Thinking about beginning a scent marketing strategy? Great idea. You’re about to solidify your brand and connect pleasant memories to your products that will have a MAJOR IMPACT on sales. But be careful….there are a number of vendors who use tricks that can either hurt your bottom line or your company’s image.
Avoid these mistakes, and you’ll start seeing why Starbucks, Lowes, and other major retailers have been using scent marketing strategies for years. You won’t believe the scent marketing facts we’ve included in this blog!
Scent Marketing? What’s That And Why Should I Use it?
Think of the last movie you saw. What do you remember most? The previews, your date, or the opening credits? We bet it’s none of the above.
You probably remember that mouthwatering aroma of popcorn.
Science has proven that SCENT MATTERS. Nike even claims that smell encourages purchasing by to 80%. That means if you connect your product with a pleasant, common scent, you will make an impression on a potential customers’ psyche that will linger for months to come.
Everyone from Starbucks to Lowes, Ford, and Cineplex is starting to catch on. Once customers connect pleasant smells to your business, they remember positive experiences and are more likely to be lifelong consumers.
Scent marketing works, but there are some “tricks” in the industry that vendors use to trap unsuspecting customers. Oil Works & Co. prides itself on transparency and honesty in this business, so we want you to know what look out for.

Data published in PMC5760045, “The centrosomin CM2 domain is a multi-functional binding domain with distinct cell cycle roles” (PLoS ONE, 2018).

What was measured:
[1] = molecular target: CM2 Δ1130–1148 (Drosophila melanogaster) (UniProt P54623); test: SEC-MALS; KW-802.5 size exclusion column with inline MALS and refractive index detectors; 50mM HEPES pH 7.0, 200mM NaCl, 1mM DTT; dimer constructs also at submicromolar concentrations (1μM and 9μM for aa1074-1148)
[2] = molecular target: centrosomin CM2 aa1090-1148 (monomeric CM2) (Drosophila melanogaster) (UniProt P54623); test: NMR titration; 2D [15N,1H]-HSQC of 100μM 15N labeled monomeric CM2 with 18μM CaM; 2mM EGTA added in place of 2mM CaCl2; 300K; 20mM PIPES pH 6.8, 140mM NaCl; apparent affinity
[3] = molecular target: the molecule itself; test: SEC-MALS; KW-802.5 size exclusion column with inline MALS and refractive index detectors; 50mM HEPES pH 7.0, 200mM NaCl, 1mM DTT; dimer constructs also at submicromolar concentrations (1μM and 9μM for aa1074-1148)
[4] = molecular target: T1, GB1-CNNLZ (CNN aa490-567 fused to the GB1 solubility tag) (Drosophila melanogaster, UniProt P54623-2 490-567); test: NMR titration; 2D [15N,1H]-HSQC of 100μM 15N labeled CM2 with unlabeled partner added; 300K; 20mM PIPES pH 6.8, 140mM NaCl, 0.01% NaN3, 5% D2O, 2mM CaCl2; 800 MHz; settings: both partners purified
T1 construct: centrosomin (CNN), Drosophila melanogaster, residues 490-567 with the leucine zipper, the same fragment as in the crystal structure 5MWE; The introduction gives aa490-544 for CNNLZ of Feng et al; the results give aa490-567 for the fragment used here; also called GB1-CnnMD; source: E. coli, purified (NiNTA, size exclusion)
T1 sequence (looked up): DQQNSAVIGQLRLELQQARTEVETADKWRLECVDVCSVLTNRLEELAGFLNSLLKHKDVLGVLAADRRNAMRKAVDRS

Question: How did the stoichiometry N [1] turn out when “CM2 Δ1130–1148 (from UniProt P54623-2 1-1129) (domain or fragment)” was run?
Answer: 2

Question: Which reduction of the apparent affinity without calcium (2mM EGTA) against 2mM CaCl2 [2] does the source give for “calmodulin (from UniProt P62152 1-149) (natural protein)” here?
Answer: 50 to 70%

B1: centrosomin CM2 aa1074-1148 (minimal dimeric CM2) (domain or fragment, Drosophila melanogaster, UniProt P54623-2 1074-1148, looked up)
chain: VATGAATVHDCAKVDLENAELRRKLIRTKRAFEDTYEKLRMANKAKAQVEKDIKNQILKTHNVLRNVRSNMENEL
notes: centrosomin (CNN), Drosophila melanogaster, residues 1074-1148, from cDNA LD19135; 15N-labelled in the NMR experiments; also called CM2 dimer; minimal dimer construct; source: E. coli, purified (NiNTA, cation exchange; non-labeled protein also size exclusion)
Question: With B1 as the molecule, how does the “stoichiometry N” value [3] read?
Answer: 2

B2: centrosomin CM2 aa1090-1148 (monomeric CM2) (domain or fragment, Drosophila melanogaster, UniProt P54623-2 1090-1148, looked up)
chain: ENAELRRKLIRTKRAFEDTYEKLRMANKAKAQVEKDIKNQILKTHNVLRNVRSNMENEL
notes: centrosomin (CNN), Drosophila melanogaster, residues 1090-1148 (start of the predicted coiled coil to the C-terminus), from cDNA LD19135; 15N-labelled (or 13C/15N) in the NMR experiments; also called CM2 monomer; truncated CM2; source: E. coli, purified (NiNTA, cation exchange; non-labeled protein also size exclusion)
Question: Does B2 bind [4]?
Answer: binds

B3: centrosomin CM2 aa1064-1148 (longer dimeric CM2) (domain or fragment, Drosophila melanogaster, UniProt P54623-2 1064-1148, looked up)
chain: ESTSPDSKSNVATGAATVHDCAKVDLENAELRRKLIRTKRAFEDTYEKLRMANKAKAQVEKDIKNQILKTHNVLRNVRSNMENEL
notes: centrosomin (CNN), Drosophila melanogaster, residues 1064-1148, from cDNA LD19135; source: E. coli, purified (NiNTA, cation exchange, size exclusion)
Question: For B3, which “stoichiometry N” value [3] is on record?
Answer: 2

Avoid these red flags at all costs:
1) Avoid vendors who try to lock you into unfavorable or exclusive contracts
Contracts are not inherently a bad thing in the scent marketing industry, but be careful if a vendor wants you to sign an exclusive contract.
Exclusive contracts usually only benefit the vendor, not the customer. They’re a great way for the vendor to guarantee repeat business, no matter how badly the vendor treats their customers.
You’ll also want to make sure the terms of the contract are favorable. Make sure you know what your objective is, and don’t be afraid to walk away if the terms the vendor is offering don’t make you happy. Think of it like buying a car and the dealership telling you “you can only get parts and services from us”. You wouldn’t buy that car, would you?
NOTE: Oil Works & Co. never locks you into an unfair long-term deal. We don’t believe it’s fair to the customer. If you love our products, you’ll continue to shop with us. A long-term contract is a sign that a company isn’t confident in their product or service.
2) Avoid vendors who use exclusive equipment
One sneaky way some scent marketing vendors can lock you into doing business with them is to make their packaging incompatible with any other company’s products. This forces you to not only buy their scented oils, but also their diffusers, and makes it next to impossible for you to shop around to get the best price on equipment.
The best way to avoid this pitfall is to try before you buy. Ask for a sample of the vendor’s product to see how it works, then try those products with other scent marketing products on the market.